Even if you aren’t one for having a raw salad every day (which actually isn’t beneficial in Vancouver’s winter season), leafy greens are still very easy to incorporate into your diet.  Add your favourite greens to your morning smoothie in the summertime or roast up some seasonal squash, root veggies and top with sautéed greens for a hearty winter salad.  You can play it safe by sticking to common greens like lettuce, romaine, spinach or kale or get adventurous with mustard greens, endive and radicchio. I strongly recommend to buy your greens organic as most conventional alternatives are heavily sprayed with pesticides.

Right now my favourite way to enjoy greens is sautéing black kale in my cast iron pan (added benefit for those who need a boost in iron) along with fresh crushed garlic and lemon juice and topped with fresh avocado and sea salt.

3.  Chia Seeds

Chia seeds are another source of complete protein but are vegan friendly. Though small in size, chia seeds pack a punch and are high in healthy fat and fibre. Chia seeds have 10 grams of fibre per two tablespoons, with most of it being soluble fibre.  When mixed with water it forms a gel-like substance, similar to ‘flax eggs’, and this is why it is very important to drink lots of water when eating foods high in soluble fibre.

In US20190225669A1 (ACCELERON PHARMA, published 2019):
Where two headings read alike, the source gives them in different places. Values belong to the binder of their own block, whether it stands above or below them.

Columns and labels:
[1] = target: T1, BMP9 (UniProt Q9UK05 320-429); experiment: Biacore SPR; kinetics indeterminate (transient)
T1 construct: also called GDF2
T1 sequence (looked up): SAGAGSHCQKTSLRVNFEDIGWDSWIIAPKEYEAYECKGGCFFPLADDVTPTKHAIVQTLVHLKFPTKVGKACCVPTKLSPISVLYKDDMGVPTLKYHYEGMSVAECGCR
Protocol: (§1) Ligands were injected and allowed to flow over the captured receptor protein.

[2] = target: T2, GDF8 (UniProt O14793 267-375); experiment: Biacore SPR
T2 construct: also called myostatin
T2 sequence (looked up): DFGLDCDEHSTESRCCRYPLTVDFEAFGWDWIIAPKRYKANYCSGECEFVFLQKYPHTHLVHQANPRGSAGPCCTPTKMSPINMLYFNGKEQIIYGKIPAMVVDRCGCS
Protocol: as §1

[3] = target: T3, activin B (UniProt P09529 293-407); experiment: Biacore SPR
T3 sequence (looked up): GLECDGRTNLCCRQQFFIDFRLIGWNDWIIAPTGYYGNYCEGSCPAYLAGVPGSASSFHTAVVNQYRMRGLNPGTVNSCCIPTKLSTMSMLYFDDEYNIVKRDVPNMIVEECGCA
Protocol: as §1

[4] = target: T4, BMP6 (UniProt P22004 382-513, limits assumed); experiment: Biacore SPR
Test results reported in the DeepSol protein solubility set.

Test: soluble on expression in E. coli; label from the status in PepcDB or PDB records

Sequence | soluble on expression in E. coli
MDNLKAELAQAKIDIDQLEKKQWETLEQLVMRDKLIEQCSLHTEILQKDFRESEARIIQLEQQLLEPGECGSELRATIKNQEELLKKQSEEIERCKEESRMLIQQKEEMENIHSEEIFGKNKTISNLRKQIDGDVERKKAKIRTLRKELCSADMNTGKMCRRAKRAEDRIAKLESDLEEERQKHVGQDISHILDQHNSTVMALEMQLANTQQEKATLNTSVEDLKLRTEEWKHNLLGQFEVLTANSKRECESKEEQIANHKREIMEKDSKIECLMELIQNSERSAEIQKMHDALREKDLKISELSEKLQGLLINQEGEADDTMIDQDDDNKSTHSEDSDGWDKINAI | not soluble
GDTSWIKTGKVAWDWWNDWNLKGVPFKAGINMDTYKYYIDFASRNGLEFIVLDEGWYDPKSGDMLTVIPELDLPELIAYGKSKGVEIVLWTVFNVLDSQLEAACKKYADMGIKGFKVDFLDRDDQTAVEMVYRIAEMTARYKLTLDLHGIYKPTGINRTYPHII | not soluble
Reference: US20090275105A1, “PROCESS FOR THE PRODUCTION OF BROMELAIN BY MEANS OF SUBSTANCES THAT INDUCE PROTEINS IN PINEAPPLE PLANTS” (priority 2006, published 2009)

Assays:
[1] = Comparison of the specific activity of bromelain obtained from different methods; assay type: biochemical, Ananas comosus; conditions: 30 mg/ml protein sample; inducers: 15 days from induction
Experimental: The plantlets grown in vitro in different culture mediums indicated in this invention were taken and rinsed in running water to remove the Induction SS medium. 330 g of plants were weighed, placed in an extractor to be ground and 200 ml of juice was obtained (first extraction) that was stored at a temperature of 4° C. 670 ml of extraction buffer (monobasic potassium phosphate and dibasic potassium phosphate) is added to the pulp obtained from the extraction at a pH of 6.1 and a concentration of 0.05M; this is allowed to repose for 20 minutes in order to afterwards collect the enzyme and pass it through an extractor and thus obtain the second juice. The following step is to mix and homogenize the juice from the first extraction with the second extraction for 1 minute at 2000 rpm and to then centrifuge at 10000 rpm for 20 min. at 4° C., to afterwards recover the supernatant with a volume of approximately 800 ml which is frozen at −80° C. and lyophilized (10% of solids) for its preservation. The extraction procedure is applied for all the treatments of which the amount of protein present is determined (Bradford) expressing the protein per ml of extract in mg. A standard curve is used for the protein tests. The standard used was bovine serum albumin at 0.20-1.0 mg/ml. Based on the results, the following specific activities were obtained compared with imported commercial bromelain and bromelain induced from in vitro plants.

Chia seeds are highly concentrated with the omega-3 Alpha Lipoic Acid (ALA) which is important to combat the high amounts of omega 6 we see in westernized diets.  While both types of omega fats are essential in our diet, it is the ratio (and quality) of our omegas that we need to pay attention to. Omega-6 is found in high amounts in processed seed and vegetable oils and so it is best to avoid these whenever possible. Omega-6 is pro-inflammatory while omega-3 is anti-inflammatory.  Sources vary but most agree that having a ratio of 4:1 omega 6: omega 3. Those eating a westernized diet are having much more omega 6 with a ratio as high as 25:1 or even 40:1.  When you understand the health implications of chronic inflammation, it is no surprise that we are seeing exponentially more cases of inflammatory conditions from GI disturbances, such as IBD, Crohn’s Disease to asthma, arthritis and even cancer.